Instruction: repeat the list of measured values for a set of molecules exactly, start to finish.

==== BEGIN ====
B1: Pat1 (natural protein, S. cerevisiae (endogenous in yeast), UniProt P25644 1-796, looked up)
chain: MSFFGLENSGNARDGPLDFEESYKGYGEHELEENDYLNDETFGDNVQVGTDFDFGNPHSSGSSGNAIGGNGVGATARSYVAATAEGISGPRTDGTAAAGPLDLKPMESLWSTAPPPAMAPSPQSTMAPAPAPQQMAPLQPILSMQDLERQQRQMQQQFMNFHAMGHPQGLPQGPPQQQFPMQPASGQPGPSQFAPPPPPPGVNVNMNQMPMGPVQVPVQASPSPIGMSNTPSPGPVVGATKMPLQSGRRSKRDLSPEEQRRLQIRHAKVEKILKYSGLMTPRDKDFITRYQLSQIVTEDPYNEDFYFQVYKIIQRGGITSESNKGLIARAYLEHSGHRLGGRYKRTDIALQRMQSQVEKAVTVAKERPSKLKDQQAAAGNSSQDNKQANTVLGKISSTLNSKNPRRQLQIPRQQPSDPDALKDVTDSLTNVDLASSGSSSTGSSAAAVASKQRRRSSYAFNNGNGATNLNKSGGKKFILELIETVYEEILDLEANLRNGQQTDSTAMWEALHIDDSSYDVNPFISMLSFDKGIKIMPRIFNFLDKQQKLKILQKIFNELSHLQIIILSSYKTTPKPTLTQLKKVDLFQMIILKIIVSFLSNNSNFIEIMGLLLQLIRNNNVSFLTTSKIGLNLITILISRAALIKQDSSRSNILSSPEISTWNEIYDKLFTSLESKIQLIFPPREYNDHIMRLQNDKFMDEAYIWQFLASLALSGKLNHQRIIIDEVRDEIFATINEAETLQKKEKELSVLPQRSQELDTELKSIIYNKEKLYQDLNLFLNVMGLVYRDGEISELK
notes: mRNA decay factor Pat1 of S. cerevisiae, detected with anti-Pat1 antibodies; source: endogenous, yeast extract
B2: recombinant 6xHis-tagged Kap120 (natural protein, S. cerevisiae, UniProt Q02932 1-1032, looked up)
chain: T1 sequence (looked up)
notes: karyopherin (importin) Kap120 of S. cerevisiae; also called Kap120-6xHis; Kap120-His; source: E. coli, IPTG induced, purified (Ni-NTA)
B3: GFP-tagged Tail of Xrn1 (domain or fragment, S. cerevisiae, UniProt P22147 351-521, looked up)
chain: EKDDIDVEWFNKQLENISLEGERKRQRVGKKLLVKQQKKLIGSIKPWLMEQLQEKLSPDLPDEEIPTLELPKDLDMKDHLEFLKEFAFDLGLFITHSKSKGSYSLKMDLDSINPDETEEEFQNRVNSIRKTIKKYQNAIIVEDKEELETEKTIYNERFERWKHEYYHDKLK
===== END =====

B1: Pat1 (natural protein, S. cerevisiae (endogenous in yeast), UniProt P25644 1-796, looked up)
chain: MSFFGLENSGNARDGPLDFEESYKGYGEHELEENDYLNDETFGDNVQVGTDFDFGNPHSSGSSGNAIGGNGVGATARSYVAATAEGISGPRTDGTAAAGPLDLKPMESLWSTAPPPAMAPSPQSTMAPAPAPQQMAPLQPILSMQDLERQQRQMQQQFMNFHAMGHPQGLPQGPPQQQFPMQPASGQPGPSQFAPPPPPPGVNVNMNQMPMGPVQVPVQASPSPIGMSNTPSPGPVVGATKMPLQSGRRSKRDLSPEEQRRLQIRHAKVEKILKYSGLMTPRDKDFITRYQLSQIVTEDPYNEDFYFQVYKIIQRGGITSESNKGLIARAYLEHSGHRLGGRYKRTDIALQRMQSQVEKAVTVAKERPSKLKDQQAAAGNSSQDNKQANTVLGKISSTLNSKNPRRQLQIPRQQPSDPDALKDVTDSLTNVDLASSGSSSTGSSAAAVASKQRRRSSYAFNNGNGATNLNKSGGKKFILELIETVYEEILDLEANLRNGQQTDSTAMWEALHIDDSSYDVNPFISMLSFDKGIKIMPRIFNFLDKQQKLKILQKIFNELSHLQIIILSSYKTTPKPTLTQLKKVDLFQMIILKIIVSFLSNNSNFIEIMGLLLQLIRNNNVSFLTTSKIGLNLITILISRAALIKQDSSRSNILSSPEISTWNEIYDKLFTSLESKIQLIFPPREYNDHIMRLQNDKFMDEAYIWQFLASLALSGKLNHQRIIIDEVRDEIFATINEAETLQKKEKELSVLPQRSQELDTELKSIIYNKEKLYQDLNLFLNVMGLVYRDGEISELK
notes: mRNA decay factor Pat1 of S. cerevisiae, detected with anti-Pat1 antibodies; source: endogenous, yeast extract
B2: recombinant 6xHis-tagged Kap120 (natural protein, S. cerevisiae, UniProt Q02932 1-1032, looked up)
chain: T1 sequence (looked up)
notes: karyopherin (importin) Kap120 of S. cerevisiae; also called Kap120-6xHis; Kap120-His; source: E. coli, IPTG induced, purified (Ni-NTA)
B3: GFP-tagged Tail of Xrn1 (domain or fragment, S. cerevisiae, UniProt P22147 351-521, looked up)
chain: EKDDIDVEWFNKQLENISLEGERKRQRVGKKLLVKQQKKLIGSIKPWLMEQLQEKLSPDLPDEEIPTLELPKDLDMKDHLEFLKEFAFDLGLFITHSKSKGSYSLKMDLDSINPDETEEEFQNRVNSIRKTIKKYQNAIIVEDKEELETEKTIYNERFERWKHEYYHDKLK